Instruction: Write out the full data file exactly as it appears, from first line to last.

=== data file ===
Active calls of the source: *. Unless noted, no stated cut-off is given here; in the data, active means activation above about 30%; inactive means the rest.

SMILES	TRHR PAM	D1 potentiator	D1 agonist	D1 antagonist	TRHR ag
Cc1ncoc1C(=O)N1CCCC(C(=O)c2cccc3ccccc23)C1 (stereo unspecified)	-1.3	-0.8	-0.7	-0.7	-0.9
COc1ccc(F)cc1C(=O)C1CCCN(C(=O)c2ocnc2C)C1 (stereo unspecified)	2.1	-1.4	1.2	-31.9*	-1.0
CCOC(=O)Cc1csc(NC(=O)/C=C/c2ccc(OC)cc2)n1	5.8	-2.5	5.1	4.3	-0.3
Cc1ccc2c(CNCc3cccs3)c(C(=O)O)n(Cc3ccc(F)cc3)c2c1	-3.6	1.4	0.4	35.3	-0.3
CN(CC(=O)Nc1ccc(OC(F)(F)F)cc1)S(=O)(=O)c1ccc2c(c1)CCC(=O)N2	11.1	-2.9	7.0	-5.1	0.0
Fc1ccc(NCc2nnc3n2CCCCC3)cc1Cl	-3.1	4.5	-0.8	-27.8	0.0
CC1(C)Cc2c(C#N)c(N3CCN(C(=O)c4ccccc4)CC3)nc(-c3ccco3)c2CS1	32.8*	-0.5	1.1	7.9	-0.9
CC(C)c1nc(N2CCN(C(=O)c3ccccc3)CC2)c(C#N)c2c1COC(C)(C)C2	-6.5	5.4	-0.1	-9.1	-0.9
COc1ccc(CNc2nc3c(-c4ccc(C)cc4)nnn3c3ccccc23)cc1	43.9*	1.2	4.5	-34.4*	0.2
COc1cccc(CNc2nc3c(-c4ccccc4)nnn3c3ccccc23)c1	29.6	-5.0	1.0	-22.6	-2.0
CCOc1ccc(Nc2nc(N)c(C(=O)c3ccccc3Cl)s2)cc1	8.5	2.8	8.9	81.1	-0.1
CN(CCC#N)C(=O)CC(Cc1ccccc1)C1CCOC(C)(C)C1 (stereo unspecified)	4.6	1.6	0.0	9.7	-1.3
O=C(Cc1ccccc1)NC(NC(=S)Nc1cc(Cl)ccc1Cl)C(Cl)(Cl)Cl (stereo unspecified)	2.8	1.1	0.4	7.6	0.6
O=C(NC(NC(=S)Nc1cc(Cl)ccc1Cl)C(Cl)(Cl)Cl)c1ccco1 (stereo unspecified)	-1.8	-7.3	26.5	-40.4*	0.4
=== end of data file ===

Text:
Active calls of the source: *. Unless noted, no stated cut-off is given here; in the data, active means activation above about 30%; inactive means the rest.

SMILES	TRHR PAM	D1 potentiator	D1 agonist	D1 antagonist	TRHR ag
Cc1ncoc1C(=O)N1CCCC(C(=O)c2cccc3ccccc23)C1 (stereo unspecified)	-1.3	-0.8	-0.7	-0.7	-0.9
COc1ccc(F)cc1C(=O)C1CCCN(C(=O)c2ocnc2C)C1 (stereo unspecified)	2.1	-1.4	1.2	-31.9*	-1.0
CCOC(=O)Cc1csc(NC(=O)/C=C/c2ccc(OC)cc2)n1	5.8	-2.5	5.1	4.3	-0.3
Cc1ccc2c(CNCc3cccs3)c(C(=O)O)n(Cc3ccc(F)cc3)c2c1	-3.6	1.4	0.4	35.3	-0.3
CN(CC(=O)Nc1ccc(OC(F)(F)F)cc1)S(=O)(=O)c1ccc2c(c1)CCC(=O)N2	11.1	-2.9	7.0	-5.1	0.0
Fc1ccc(NCc2nnc3n2CCCCC3)cc1Cl	-3.1	4.5	-0.8	-27.8	0.0
CC1(C)Cc2c(C#N)c(N3CCN(C(=O)c4ccccc4)CC3)nc(-c3ccco3)c2CS1	32.8*	-0.5	1.1	7.9	-0.9
CC(C)c1nc(N2CCN(C(=O)c3ccccc3)CC2)c(C#N)c2c1COC(C)(C)C2	-6.5	5.4	-0.1	-9.1	-0.9
COc1ccc(CNc2nc3c(-c4ccc(C)cc4)nnn3c3ccccc23)cc1	43.9*	1.2	4.5	-34.4*	0.2
COc1cccc(CNc2nc3c(-c4ccccc4)nnn3c3ccccc23)c1	29.6	-5.0	1.0	-22.6	-2.0
CCOc1ccc(Nc2nc(N)c(C(=O)c3ccccc3Cl)s2)cc1	8.5	2.8	8.9	81.1	-0.1
CN(CCC#N)C(=O)CC(Cc1ccccc1)C1CCOC(C)(C)C1 (stereo unspecified)	4.6	1.6	0.0	9.7	-1.3
O=C(Cc1ccccc1)NC(NC(=S)Nc1cc(Cl)ccc1Cl)C(Cl)(Cl)Cl (stereo unspecified)	2.8	1.1	0.4	7.6	0.6
O=C(NC(NC(=S)Nc1cc(Cl)ccc1Cl)C(Cl)(Cl)Cl)c1ccco1 (stereo unspecified)	-1.8	-7.3	26.5	-40.4*	0.4